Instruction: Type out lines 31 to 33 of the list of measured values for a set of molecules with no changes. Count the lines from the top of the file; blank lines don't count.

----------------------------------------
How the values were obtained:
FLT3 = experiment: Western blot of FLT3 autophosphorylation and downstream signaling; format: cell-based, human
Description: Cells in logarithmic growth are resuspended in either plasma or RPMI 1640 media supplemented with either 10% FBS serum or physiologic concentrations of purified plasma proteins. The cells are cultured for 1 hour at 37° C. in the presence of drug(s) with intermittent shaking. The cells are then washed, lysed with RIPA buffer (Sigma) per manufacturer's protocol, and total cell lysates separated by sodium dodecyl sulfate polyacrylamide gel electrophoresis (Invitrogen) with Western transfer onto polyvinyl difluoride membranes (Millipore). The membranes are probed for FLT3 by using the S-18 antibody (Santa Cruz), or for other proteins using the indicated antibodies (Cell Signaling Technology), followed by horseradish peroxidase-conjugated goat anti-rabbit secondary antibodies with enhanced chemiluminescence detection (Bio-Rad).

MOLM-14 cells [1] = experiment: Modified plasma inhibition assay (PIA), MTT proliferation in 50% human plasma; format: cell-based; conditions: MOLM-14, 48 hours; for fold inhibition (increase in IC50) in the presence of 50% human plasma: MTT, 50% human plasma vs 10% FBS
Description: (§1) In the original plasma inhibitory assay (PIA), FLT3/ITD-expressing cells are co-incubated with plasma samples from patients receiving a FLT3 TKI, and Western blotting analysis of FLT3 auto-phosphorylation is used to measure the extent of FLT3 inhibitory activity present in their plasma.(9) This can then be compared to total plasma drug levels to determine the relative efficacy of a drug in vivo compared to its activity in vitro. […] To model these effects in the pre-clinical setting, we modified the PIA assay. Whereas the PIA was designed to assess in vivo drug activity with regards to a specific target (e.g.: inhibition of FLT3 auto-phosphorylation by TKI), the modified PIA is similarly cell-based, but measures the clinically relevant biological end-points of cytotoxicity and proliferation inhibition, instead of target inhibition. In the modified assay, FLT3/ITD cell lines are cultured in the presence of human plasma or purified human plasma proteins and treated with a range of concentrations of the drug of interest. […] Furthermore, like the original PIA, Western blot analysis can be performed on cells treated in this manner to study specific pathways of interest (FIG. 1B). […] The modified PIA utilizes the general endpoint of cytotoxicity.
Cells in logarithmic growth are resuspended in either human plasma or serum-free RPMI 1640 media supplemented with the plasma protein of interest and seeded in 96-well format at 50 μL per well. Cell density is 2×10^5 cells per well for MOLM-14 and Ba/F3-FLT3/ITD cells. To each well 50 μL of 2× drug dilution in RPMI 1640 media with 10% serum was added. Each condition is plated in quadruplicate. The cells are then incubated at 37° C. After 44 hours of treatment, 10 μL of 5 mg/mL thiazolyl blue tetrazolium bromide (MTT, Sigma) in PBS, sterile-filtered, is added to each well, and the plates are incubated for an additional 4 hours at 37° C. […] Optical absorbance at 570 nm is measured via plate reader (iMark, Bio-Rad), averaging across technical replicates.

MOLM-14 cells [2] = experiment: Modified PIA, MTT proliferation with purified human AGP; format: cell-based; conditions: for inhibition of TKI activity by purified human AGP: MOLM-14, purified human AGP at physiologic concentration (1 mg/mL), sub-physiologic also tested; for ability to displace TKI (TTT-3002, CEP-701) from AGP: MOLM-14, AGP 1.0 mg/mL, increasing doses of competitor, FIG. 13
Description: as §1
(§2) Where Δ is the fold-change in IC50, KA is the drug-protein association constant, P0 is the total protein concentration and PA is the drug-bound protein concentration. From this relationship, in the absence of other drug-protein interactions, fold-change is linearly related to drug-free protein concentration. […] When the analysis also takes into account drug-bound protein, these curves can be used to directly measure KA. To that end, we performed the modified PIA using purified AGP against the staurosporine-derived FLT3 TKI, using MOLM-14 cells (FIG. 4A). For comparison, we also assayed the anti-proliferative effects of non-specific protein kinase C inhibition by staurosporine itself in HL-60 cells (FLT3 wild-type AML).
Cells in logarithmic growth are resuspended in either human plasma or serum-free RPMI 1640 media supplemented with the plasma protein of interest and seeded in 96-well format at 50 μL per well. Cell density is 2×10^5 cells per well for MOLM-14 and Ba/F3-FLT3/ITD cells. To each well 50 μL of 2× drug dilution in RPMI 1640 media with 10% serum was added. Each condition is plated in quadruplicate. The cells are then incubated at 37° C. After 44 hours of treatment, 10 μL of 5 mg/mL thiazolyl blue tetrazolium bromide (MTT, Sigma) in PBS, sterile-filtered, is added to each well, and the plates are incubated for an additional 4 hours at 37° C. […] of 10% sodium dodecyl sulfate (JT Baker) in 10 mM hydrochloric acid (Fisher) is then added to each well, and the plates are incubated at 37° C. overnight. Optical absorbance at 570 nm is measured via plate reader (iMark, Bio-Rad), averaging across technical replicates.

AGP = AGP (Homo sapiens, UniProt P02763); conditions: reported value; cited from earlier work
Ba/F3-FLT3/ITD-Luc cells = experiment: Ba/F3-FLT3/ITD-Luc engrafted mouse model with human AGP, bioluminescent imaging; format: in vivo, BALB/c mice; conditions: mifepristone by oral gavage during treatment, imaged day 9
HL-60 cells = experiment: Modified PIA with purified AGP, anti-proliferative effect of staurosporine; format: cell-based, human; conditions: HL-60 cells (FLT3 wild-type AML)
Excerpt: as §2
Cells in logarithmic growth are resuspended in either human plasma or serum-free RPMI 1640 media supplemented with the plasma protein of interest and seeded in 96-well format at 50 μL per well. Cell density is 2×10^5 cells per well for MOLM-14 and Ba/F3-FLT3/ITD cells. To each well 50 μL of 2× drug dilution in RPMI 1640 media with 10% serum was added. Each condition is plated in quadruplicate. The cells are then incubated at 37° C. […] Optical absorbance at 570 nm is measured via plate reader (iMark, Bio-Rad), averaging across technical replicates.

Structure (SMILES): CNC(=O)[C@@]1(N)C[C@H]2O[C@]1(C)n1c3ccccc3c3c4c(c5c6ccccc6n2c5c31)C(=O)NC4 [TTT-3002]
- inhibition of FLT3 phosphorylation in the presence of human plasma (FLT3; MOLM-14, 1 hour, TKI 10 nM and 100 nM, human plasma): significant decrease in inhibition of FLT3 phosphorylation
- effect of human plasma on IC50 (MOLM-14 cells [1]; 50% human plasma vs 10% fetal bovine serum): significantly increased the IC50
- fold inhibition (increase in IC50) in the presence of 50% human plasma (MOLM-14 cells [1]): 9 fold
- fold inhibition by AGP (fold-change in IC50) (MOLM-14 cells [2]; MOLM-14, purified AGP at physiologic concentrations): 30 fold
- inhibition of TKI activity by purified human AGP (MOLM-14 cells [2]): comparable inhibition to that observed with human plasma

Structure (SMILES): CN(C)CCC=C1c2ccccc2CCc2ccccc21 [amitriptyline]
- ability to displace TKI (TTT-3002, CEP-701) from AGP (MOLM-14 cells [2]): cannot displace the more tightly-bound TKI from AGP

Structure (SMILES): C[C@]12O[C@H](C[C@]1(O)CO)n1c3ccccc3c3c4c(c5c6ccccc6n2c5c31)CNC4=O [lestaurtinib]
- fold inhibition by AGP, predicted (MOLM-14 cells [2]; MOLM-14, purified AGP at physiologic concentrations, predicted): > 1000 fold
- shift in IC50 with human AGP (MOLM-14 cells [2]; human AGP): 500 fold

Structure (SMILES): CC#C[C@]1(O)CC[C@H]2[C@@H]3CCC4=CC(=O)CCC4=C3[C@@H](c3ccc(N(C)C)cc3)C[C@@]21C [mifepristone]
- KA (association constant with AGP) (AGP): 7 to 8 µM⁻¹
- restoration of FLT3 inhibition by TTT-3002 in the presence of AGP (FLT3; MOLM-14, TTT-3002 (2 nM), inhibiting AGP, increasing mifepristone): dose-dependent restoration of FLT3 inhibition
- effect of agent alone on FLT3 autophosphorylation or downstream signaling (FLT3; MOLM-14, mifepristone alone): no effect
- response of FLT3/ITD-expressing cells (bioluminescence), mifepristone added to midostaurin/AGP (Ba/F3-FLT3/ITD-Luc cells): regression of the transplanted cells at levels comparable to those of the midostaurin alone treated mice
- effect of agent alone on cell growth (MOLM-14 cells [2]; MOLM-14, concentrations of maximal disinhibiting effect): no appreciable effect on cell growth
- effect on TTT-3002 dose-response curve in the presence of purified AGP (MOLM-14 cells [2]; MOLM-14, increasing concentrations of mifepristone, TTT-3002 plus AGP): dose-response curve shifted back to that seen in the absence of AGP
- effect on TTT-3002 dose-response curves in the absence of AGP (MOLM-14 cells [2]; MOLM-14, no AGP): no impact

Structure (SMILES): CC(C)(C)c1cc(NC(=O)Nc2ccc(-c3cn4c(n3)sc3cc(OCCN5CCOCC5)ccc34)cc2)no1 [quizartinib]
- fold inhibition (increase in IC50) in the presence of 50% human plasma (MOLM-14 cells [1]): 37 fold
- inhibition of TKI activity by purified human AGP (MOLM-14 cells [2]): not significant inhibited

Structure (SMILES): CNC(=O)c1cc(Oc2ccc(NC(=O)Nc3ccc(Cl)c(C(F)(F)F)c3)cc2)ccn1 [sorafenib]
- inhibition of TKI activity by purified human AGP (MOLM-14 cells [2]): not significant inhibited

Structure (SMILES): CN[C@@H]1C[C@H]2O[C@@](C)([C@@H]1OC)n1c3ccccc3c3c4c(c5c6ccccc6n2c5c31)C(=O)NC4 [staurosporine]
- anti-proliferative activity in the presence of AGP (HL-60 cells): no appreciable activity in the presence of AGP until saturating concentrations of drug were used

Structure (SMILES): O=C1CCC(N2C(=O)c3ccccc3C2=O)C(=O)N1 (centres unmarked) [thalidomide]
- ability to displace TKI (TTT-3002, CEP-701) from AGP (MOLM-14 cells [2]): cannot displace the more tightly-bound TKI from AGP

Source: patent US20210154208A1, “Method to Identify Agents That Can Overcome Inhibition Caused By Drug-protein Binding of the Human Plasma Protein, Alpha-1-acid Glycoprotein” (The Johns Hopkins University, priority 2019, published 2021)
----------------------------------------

- response of FLT3/ITD-expressing cells (bioluminescence), mifepristone added to midostaurin/AGP (Ba/F3-FLT3/ITD-Luc cells): regression of the transplanted cells at levels comparable to those of the midostaurin alone treated mice
- effect of agent alone on cell growth (MOLM-14 cells [2]; MOLM-14, concentrations of maximal disinhibiting effect): no appreciable effect on cell growth
- effect on TTT-3002 dose-response curve in the presence of purified AGP (MOLM-14 cells [2]; MOLM-14, increasing concentrations of mifepristone, TTT-3002 plus AGP): dose-response curve shifted back to that seen in the absence of AGP